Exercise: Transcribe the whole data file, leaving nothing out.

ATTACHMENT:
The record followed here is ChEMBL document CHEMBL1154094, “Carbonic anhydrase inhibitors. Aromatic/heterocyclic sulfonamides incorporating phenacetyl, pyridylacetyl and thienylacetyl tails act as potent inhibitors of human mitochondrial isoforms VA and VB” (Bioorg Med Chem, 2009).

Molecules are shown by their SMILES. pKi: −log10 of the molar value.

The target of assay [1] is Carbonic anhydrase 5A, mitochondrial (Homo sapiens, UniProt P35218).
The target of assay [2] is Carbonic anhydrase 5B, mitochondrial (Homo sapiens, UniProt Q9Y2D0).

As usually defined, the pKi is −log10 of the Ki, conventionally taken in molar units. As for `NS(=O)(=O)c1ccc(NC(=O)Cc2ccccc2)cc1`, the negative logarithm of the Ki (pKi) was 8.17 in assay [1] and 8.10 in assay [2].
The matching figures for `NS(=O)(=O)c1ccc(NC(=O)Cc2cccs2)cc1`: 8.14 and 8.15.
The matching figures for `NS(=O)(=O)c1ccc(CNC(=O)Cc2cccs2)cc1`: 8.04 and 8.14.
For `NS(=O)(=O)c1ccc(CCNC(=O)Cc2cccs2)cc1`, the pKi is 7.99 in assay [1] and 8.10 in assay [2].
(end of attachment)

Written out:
The record followed here is ChEMBL document CHEMBL1154094, “Carbonic anhydrase inhibitors. Aromatic/heterocyclic sulfonamides incorporating phenacetyl, pyridylacetyl and thienylacetyl tails act as potent inhibitors of human mitochondrial isoforms VA and VB” (Bioorg Med Chem, 2009).

Molecules are shown by their SMILES. pKi: −log10 of the molar value.

The target of assay [1] is Carbonic anhydrase 5A, mitochondrial (Homo sapiens, UniProt P35218).
The target of assay [2] is Carbonic anhydrase 5B, mitochondrial (Homo sapiens, UniProt Q9Y2D0).

As usually defined, the pKi is −log10 of the Ki, conventionally taken in molar units. As for `NS(=O)(=O)c1ccc(NC(=O)Cc2ccccc2)cc1`, the negative logarithm of the Ki (pKi) was 8.17 in assay [1] and 8.10 in assay [2].
The matching figures for `NS(=O)(=O)c1ccc(NC(=O)Cc2cccs2)cc1`: 8.14 and 8.15.
The matching figures for `NS(=O)(=O)c1ccc(CNC(=O)Cc2cccs2)cc1`: 8.04 and 8.14.
For `NS(=O)(=O)c1ccc(CCNC(=O)Cc2cccs2)cc1`, the pKi is 7.99 in assay [1] and 8.10 in assay [2].